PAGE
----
It has been a very, very long time since these two teams last met. When they squared off on November 17th at Madison Square Garden, the Rangers had no Marty St. Louis and the Kings had no Tanner Pearson or Marian Gaborik. Henrik Lundqvist was still kinda struggling. The world was only starting to learn of Anton Stralman's usefulness. It was a different time. Then a bunch of weird stuff happened and now these teams are playing for the Cup. How did those regular season games -- those ones in the Before Times, the Long Long Ago -- go anyway?
Pretty close to even, cumulatively. Though the Rangers edged the Kings by a single shot attempt in the first meeting in LA, the Kings responded by thumping them in New York. They out-attempted the Rangers 56-38 at 5v5 play in that game. On the scoring chance sheet, things are similar. The Rangers owned game one, out-chancing the Kings 20-13 (16-7 EV). However, again, the Kings got retribution when the season series shifted back to New York. Los Angeles took chances 17-12 (16-5 EV) in that game.
Zone entries don't shed much light on the differences between these two teams either. In fact, the margins are even smaller in this regard than they are in most others. In the first game, New York gained the blue line 67 times to the Kings' 66. In game two, it was 58-56 in favor of the Rangers. Still not a large difference. However, there is some small solace in the entry numbers for Kings fans. In those two games, the Kings controlled the puck on 40% of their entries while the Rangers did 30% of theirs. It's also worth noting that the Kings gradually shifted away from their early-season dump-and-chase game as the campaign wore on. While they never became a high-octane rush team, adding Marian Gaborik, Tanner Pearson, and even Tyler Toffoli changed the dynamics of the roster and game plan significantly.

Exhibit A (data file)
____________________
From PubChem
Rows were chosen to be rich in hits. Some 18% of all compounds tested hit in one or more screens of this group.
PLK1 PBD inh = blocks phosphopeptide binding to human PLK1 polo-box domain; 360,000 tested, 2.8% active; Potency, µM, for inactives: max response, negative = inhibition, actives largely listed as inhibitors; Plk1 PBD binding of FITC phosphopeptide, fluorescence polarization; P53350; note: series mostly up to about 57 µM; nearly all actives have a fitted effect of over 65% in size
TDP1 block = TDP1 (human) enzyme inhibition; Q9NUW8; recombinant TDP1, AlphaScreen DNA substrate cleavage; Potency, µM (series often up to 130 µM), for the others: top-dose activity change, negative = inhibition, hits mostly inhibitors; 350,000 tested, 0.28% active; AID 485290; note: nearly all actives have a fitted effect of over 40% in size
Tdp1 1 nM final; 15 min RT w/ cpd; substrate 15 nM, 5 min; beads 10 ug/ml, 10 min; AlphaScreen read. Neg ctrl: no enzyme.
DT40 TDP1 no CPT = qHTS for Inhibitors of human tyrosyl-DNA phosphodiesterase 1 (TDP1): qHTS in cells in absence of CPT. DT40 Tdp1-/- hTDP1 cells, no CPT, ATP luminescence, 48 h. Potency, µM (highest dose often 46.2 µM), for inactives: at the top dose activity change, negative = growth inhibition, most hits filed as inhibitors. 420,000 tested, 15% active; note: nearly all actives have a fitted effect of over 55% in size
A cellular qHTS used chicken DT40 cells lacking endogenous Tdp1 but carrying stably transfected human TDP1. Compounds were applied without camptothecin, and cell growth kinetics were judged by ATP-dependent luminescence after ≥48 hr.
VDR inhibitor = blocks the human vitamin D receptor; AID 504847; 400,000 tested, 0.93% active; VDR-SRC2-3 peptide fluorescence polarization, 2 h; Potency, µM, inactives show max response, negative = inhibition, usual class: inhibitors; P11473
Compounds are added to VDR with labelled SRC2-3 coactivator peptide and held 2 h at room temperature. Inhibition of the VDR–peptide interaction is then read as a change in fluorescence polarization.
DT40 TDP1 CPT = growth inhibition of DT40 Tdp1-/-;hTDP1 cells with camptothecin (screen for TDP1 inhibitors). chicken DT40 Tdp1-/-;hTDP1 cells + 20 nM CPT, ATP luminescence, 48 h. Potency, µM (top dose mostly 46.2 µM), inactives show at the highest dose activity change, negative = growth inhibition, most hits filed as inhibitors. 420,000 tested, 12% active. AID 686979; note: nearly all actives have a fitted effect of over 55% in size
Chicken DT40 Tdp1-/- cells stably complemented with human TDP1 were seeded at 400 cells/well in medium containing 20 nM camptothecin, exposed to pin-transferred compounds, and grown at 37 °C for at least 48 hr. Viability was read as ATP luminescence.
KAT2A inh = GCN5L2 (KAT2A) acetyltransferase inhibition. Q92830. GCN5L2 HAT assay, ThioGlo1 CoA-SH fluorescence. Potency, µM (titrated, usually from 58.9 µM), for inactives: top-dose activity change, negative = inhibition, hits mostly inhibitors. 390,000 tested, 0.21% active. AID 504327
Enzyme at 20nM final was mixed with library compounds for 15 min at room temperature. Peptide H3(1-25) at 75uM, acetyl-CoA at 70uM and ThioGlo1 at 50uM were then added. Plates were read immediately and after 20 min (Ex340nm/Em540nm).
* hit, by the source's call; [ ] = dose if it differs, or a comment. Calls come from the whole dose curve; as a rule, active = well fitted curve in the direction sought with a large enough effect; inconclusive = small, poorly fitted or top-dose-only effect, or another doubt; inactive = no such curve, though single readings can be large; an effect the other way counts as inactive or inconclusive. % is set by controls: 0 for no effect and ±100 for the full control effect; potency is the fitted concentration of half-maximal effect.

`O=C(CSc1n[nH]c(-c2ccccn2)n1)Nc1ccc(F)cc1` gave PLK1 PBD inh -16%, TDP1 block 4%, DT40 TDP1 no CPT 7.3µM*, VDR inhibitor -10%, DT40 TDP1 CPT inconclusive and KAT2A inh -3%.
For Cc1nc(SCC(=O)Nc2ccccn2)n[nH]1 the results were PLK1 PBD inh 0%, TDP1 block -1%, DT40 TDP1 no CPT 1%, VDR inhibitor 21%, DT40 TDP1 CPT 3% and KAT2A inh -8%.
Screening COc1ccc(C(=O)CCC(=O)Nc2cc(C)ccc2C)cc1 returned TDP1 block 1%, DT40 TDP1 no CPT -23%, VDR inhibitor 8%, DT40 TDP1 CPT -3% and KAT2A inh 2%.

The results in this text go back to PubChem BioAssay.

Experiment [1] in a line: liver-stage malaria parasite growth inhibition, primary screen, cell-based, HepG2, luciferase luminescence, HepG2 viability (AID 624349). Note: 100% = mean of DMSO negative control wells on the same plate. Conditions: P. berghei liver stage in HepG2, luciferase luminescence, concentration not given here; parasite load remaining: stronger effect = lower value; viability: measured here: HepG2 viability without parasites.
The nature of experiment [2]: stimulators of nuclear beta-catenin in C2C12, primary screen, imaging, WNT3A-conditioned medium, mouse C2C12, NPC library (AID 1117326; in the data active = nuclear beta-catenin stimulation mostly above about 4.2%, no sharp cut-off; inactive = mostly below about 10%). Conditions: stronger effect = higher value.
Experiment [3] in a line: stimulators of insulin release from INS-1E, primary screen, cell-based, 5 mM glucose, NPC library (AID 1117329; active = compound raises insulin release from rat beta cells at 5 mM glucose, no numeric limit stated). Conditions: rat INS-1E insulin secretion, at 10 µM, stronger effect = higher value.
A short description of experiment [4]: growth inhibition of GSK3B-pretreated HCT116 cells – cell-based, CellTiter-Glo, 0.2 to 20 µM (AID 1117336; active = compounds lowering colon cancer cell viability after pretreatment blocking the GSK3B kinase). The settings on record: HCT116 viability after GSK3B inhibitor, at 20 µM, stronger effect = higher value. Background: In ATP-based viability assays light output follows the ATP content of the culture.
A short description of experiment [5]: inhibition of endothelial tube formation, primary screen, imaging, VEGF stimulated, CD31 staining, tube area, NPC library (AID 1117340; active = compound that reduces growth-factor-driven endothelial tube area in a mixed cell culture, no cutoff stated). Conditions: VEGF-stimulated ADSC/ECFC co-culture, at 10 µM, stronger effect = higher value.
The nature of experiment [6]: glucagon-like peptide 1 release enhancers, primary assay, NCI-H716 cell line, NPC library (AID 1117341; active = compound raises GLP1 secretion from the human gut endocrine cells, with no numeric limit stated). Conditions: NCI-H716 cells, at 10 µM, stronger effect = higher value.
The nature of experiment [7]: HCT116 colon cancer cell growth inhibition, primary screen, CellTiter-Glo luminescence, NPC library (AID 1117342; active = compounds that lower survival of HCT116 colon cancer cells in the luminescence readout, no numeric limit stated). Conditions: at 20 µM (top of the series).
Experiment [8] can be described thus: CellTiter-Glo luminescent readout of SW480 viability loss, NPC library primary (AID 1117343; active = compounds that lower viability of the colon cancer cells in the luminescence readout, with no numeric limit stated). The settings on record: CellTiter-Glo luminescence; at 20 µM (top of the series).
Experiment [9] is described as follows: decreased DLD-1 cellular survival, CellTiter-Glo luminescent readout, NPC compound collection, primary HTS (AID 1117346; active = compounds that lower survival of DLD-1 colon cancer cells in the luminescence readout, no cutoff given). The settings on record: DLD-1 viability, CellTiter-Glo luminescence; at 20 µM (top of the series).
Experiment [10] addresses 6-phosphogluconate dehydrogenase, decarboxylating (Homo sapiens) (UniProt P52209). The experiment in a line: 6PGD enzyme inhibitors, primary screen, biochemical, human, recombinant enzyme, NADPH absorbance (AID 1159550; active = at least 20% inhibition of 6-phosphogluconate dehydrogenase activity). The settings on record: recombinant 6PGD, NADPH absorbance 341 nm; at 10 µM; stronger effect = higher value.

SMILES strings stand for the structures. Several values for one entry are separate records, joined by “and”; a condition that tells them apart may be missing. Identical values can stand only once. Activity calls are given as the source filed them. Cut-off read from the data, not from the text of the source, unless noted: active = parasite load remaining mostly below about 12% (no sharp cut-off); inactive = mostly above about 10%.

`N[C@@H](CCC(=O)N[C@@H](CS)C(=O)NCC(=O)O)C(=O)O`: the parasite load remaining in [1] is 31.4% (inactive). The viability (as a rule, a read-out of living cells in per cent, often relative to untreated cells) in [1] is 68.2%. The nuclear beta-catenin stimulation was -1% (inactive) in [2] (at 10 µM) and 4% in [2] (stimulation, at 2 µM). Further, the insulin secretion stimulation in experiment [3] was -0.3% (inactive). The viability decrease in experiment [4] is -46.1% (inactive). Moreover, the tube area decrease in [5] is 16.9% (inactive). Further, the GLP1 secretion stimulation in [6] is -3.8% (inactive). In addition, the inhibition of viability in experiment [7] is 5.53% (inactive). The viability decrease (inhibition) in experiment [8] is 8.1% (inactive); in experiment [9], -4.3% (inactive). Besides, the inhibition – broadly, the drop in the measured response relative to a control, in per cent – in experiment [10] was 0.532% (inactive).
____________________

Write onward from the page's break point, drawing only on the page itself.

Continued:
While we don't have scoring chance or zone entry numbers for the Rangers in the playoffs to this point, we can figure out just how well the Kings have been playing. In their series against Chicago, the Kings controlled the puck on 49% of their entries. Remember that league average for this is around 50%. While that's slightly below average, it's actually an uptick from their previous two series against San Jose and Anaheim. In those games, the Kings wound up around 45%, which is very close to their season-long number.
On the defensive side of things, the Kings allowed the Hawks to gain the line with control on 54% of their entries. That, again, sounds underwhelming compared to the rest of the league. However, Jen from Second City Hockey was kind enough to provide me with her season-long numbers for the Blackhawks, and that information paints the Kings' performance in a slightly better light. Throughout this season, Chicago gained the offensive blue line with control 58% of the time and conceded controlled entries just 45% of the time. The Kings were able to best the Hawks' season-long controlled entry numbers on both sides of the puck.